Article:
once, and click on all other tiles twice. By examining the cumulative eﬀects of

these clicks on the various tiles, we see that the particular tile will cycle forward

by 1 mod 4 and that all other tiles will remain as they were.

Case 2:n= 2 mod 4

You can independently cycle any tile forward by 1 mod 4 as follows. Click on the

particular tile three times, click on all other tiles in the same row and column

three times, and click on all other tiles twice.

The sets of clicks described in the proof of Theorem 2 provide a method

for solving any even order puzzle. For any tile that is not equal to its goal

value, simply apply the described set of clicks the appropriate number of times.

Obviously, you can repeat this for each tile.

Corollary 1 For even n, all board positions have a unique short solution.

2

4 Case: n = 1 mod 4

Deﬁnition 3 A Quarter Identity (QI) is a pattern of clicks where each tile in

a row or column is clicked once.

Theorem 3 A pattern of clicks is an identity transformation if and only if it

is composed of X quarter identities where X = 0 mod 4.

Proof:

(⇐=) A QI advances each tile on the board once. Thus, any number of QIs, X,

where Xis a multiple of 4 is an identity transformation.

(=⇒) Let matrix Abe a pattern of clicks for the identity. Let Ai,j denote the

i,j’th element A. Pick a row and column of A, say row pand column q.

For i= 1,2,3, . . . , n, click on all entries in column i,Ap,i times.

For j= 1,2,3, . . . , n, click on all entries in row j, (Aj,q −Ap,q mod 4) times.

The number of QIs performed is X= the sum of the p’th row of A, plus the

sum of q’th column of A, minus Ap,q .Xis also the number of clicks that eﬀect

tile p, q which must be 0 mod 4 since Aproduces the identity. Hence, we have

performed X= 0 mod 4 QIs. Showing the following claim will complete the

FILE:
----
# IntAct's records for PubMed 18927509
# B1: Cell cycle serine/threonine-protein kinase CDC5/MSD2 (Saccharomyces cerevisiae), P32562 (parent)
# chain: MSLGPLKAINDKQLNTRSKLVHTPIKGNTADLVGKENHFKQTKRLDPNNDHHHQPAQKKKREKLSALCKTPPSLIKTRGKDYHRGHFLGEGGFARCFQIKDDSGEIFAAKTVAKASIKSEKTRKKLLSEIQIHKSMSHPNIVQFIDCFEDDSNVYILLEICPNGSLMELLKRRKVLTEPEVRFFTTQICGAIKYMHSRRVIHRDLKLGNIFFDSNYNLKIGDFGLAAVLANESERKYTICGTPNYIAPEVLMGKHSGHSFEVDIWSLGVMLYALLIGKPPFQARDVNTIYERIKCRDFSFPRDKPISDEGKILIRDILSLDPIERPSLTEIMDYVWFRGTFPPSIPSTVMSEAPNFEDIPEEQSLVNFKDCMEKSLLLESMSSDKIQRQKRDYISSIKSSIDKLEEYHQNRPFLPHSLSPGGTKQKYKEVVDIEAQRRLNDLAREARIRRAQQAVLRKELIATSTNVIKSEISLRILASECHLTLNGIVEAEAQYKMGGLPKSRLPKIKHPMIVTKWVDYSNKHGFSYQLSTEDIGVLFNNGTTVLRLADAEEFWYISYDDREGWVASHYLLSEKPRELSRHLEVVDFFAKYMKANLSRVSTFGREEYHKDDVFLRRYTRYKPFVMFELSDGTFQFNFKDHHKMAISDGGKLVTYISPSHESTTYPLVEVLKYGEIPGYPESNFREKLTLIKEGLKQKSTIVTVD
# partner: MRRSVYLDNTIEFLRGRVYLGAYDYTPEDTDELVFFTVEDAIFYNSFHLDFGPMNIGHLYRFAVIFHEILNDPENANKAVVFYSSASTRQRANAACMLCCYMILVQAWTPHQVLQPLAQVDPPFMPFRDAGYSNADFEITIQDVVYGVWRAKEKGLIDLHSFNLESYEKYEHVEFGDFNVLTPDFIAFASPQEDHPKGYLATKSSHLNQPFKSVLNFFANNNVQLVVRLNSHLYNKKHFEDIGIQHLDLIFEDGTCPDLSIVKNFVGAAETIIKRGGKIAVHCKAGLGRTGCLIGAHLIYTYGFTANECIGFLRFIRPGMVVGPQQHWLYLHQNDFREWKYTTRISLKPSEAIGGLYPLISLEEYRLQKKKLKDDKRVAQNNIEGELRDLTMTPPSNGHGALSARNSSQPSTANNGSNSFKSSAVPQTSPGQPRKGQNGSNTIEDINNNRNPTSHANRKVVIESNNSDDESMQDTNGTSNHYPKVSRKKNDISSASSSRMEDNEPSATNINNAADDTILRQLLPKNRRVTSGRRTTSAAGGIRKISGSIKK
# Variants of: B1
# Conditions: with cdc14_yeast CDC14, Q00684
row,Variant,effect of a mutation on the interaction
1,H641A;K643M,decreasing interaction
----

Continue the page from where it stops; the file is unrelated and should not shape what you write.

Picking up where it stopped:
proof.

Claim: We have constructed all of A. In other words, Abeing the identity

forces the remaining clicks uniquely.

We have clearly constructed row pand column qof A.

Let A′be the matrix of additional clicks on the remaining n−1×n−1 submatrix.

We need to show that A′

i,j = 0 mod 4 for all i, j. The sum of the additional

clicks in any row of A′and any column of A′must be 0 mod 4 in order to not

change the cell contents in row pand column q. More formally, for any A′

i,j :

n−1

X

k=1

A′

i,k = 0 mod 4 (1)

n−1

X

k=1

A′

k,j = 0 mod 4 (2)

Since Ais the identity; for any A′

i,j , the sum of the clicks in A′eﬀecting

A′

i,j = 0 mod 4. More formally, for any A′

i,j ,

n−1

X

k=1

[A′

i,k] +

n−1

X

k=1

[A′

k,j ]−A′

i,j = 0 mod 4 (3)

Substituting for 1 and 2 into 3, we get A′

i,j = 0 mod 4.

3

Theorem 4 There are exactly 42n−2identity transformations.

Proof:

Since we need consider only short solutions, there are 42ndistinct ways of se-

lecting QIs. Only for 1/4 of them, do we have a multiple of 4.

But counting all these selections of QIs would count each identity transforma-

tion four times. To see this, suppose we have some selection of QIs producing

the identity. For each row, let rbe the number of corresponding QIs selected for

that row and for each column, let cbe the number of corresponding QIs. Now